Functionalist Approach Essay

645 Words3 Pages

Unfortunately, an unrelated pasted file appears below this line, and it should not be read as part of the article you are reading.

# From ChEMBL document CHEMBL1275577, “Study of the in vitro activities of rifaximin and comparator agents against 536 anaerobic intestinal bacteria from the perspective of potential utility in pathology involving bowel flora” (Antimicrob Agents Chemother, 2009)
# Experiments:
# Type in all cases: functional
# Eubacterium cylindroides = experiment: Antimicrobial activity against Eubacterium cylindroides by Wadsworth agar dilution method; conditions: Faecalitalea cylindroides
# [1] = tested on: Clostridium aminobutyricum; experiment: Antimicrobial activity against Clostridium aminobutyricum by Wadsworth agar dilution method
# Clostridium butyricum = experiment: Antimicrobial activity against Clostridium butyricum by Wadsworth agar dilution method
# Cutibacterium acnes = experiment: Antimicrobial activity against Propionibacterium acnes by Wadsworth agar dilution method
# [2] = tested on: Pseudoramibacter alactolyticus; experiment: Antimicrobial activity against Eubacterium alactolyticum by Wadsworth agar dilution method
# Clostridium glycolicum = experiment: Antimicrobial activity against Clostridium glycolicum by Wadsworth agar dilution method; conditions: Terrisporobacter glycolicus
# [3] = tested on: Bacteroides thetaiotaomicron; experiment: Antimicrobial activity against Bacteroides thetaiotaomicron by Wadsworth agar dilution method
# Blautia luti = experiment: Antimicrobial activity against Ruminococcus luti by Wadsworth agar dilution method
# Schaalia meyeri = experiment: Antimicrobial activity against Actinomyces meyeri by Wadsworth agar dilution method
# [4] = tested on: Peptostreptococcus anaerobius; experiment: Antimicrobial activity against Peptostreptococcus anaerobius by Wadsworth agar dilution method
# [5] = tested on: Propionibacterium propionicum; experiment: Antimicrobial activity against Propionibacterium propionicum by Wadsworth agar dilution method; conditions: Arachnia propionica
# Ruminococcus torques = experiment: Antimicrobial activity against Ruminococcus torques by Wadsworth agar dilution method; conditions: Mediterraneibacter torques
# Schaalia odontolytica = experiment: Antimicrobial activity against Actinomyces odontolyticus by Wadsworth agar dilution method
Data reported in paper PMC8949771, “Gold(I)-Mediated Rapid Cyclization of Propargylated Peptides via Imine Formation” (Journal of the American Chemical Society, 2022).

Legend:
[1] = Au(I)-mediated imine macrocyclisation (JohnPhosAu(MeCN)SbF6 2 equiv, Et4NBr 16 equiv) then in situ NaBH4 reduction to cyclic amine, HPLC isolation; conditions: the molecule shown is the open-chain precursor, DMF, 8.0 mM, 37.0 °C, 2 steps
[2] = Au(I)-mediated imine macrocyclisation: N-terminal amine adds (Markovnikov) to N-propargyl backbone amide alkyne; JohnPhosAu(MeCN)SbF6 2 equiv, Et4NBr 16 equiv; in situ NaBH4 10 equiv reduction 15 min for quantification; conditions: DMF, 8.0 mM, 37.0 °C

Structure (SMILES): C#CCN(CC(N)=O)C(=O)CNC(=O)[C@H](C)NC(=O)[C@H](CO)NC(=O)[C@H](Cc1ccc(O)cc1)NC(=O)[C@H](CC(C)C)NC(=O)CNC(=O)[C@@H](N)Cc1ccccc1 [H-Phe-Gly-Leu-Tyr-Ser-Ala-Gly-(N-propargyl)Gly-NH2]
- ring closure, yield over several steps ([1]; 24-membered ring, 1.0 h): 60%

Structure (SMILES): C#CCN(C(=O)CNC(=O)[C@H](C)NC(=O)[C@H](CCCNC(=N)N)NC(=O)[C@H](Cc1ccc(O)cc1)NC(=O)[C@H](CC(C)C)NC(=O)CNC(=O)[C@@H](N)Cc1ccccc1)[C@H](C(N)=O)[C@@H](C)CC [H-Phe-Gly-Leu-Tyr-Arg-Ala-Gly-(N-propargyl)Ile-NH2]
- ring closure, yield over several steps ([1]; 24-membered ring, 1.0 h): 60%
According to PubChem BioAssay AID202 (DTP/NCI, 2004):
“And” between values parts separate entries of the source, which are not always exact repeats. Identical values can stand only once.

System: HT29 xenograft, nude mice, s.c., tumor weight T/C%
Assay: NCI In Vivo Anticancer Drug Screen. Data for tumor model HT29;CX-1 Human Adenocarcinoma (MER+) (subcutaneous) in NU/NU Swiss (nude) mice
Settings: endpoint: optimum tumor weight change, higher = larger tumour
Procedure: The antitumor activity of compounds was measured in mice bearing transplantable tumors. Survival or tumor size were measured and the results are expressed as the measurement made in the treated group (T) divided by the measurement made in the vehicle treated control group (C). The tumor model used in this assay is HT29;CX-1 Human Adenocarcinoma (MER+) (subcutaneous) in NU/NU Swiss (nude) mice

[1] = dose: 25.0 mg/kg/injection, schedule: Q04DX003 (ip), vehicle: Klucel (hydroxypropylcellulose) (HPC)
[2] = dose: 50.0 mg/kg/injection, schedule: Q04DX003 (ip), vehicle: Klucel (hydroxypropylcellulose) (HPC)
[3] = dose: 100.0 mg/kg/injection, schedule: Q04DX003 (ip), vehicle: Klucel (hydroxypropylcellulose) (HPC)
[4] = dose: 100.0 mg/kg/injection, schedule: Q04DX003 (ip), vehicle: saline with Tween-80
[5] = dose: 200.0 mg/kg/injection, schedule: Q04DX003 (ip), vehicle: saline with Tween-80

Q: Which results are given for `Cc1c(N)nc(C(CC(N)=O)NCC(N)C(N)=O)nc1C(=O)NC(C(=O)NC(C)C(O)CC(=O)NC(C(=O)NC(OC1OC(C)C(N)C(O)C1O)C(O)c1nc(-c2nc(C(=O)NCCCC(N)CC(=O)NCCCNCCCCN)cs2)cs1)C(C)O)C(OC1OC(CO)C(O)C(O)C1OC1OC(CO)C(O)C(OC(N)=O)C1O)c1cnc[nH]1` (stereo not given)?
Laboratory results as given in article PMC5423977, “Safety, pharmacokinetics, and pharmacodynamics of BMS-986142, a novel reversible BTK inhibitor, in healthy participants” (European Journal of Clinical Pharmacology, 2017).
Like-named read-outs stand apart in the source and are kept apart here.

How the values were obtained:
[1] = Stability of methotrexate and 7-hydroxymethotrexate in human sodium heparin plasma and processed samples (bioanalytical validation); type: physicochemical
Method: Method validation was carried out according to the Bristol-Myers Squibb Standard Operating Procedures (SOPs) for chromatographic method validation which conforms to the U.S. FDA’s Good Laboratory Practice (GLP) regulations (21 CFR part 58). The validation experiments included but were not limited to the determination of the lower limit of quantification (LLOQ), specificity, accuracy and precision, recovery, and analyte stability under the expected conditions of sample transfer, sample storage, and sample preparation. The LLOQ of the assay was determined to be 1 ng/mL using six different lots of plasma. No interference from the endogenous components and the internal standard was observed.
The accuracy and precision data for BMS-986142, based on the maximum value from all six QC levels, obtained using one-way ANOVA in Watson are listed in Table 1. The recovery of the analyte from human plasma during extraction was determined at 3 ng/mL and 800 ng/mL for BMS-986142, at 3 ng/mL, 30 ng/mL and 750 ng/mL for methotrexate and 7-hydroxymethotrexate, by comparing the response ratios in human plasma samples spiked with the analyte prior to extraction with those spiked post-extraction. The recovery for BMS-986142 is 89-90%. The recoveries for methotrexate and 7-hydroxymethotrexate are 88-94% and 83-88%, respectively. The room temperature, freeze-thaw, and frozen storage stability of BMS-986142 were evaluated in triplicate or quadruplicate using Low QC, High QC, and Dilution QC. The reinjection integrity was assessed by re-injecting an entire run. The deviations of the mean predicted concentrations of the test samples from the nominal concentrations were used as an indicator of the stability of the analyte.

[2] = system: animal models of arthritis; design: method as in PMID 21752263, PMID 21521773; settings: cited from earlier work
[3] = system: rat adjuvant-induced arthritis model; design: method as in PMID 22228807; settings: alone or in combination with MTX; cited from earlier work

Assess the strengths and weaknesses of the functionalist approach to society...(33 marks) Functionalism is a macro, consensus theory. They see human behaviour as being influenced by social forces, because it is a macro-scale approach is therefore seen as a strength as it allows functionalist sociologists to observe society, and its institutions, as a whole. Functionalists argue that, individuals are socialised into a shared value which is also known as a value consensus to ensure conformity and social order. However, this functionalists approach is criticised by action theorists, as they argue that individuals create society through their interactions. Marxists may argue that these norms and beliefs are all in interest of the Bourgeoisie and they can prevent or make change by ideological manipulation or force. Functionalism is that it says that there are purposes for everyone and everything within society. For example, under a functionalist point of view crime even contributes to the function of entire society, without serving these purposes, the social structure would not function properly because police etc would not have jobs. One of the weaknesses of this view is that, however, is that some could arguably say that this means that even poverty serves a function in society. But Durkheim may have argued that poverty was more a product of "anomie" than actually serving a function. Another criticism of functionalism is the argument that it is somewhat "naive" in that it assumes that there is value consensus and that everyone in the structure holds the same norms and values; that we all essentially believe in and work for the same thing. Many theorists would argue that Western society is more individualistic. Parsons sees some similarities between society and a biological organism i.e. body parts are inter-related, so is society, as different institutions assist
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